The poetic memories of an unknown WWII soldier from Keith (most likely a farm worker or maybe just a friend of the family) serving somewhere in the MiddleEast. It has been hoped and assumed that the soldier returned to Keith – any update on that will be posted here.
|In Original ‘Doric Language’||A Prosaic Translation To non-Doric English|
|As I lie in my dug-out o’ sandbags an’ san’,
I’m thinkin’ o’ days gan lang syne
O’ peace an’ contentment faun time were sae gran’,
An’ a’ een had peace o’ the min’
|As I lie in my dug-out of sandbags and sand,
I’m thinking of bygone days
Of peace and happiness when times were so good
And everyone had peace of mind
|That three-pair place jist oot o’ the toon,
Ayont the Kincain in the howe,
Faun sallyin’ forth tae visit the loons,
An’ Mistress McKay o’ Montgrew.
|The farm with three pairs of horse (Growies)
Beyond the Kincain in the hollow,
When wandering down to visit the boys,
And Mrs McKay of Montgrew.
|Roger an’ Jock, aye keen for a lark,
The Bylie – a big strappin’ cheil,
Young Bert Ettles, an’ fyles Willie Clark,
Wi tricks ‘it wad ootwit the deil.
|Roger and Jock, always keen for a laugh,
The Bailie – a muscular chap,
Young Bert Ettles, and sometimes Willie Clark,
With antics that would outwit the devil.
|For sport then I wight that neen wis gamer
Faun simmer gyas lang o’ its licht,
We’d hae a bit bung o’ the wechts an the haimmer,
An’ faith fyles the margins were ticht.
|For sport then I’d swear that none were keener
When summer gives long daylight,
We’d throw weights and hammer (as in Highland Games),
Honestly, sometimes the competition was close.
|Or tak a bit stroll doon Isla-side green,
Wi’ a bamboo an’ preen for a hook,
In the hopes wi the Bylie we widna be seen,
An’ feenish the nicht wi’ a dook.
|Or take a walk by the banks of the river Isla,
With a cane rod and a pin for a fishing hook,
Hoping the Bailie wouldn’t see us,
And finish the night with a swim.
|Faun winter sae cauldrif cam sweepin’ the howe,
An’ the frost gya sweet Isla the stammer,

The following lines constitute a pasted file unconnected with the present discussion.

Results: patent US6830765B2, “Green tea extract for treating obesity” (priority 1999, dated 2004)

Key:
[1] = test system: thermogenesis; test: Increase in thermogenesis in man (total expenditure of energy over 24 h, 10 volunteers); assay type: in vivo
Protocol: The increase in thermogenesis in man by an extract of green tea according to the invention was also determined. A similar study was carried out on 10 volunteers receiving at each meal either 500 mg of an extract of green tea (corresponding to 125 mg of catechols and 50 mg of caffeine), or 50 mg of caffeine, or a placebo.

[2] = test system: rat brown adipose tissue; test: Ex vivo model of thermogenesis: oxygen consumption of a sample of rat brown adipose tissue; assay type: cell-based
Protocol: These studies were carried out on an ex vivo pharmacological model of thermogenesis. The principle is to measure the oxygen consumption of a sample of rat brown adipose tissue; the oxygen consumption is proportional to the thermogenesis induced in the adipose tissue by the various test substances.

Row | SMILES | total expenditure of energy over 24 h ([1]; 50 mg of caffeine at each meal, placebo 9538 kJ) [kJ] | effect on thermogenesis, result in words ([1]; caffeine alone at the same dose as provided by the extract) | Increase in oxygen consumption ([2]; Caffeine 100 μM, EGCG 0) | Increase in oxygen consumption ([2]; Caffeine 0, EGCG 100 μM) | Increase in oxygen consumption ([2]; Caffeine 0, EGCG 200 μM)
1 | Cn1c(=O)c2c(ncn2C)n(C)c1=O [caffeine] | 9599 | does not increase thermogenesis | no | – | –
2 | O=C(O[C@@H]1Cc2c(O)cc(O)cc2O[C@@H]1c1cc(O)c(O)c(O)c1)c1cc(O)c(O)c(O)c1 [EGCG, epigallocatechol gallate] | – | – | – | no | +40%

The dykesides blown fu’ tae the e’et-most knowe,
We socht the bricht cheer o’ the chaumer.
|When cold winter swept over the fields,
And the river Isla was frozen over,
The stone walls were covered with snow,
We sought the cheery warmth of the bothy.
|The beds for the men, aye two ilka side,
Forsooth there was room in the middle,
Whaur wi’d dance tae a tune o’ some lively Strathspey,
For Roger hid knack o’ the fiddle.
|The beds for the men, always two on each side,
Made sure there was room in the middle,
Where we’d dance to a tune, a lively Strathspey,
For Roger could fairly play the fiddle.
|Sometimes the fiddle wis playin’ its lane,
An’ fu’ we enjoyed the aul’ waltz,
Syne sum’ane wid fish oot the paper an’ caim,
An’ vamp tae a braw Scottish march.
|Sometimes it was the fiddle on its own,
And how we enjoyed the old waltz,
Then someone would bring out paper and comb,
And vamp to a fine Scottish march.
|At acht o’clock or a few minutes bye,
We’d roll up the nicht wi’ a sang,
Syne mak’ for the kitchie o’ Mistress McKay,
For oor usual tae, breid, an’ jam.
|At eight o’clock or thereabouts,
We’d finish with a song,
Then head to the kitchen of Mrs McKay,
For our usual tea, bread, and jam.
|An’ a smoke by the fire, aye burnin’ bricht,
An fyles a wee chaff wi’ the maids,
Syne ane wid bid ither a cheery guid nicht,
An’ we’d a’ mak’ tracks tae oor beds.
|And a smoke by the fire, always burning bright,
And sometimes having a laugh with the maids,
Then we’d bid each other a very good night,
And head away off to our beds.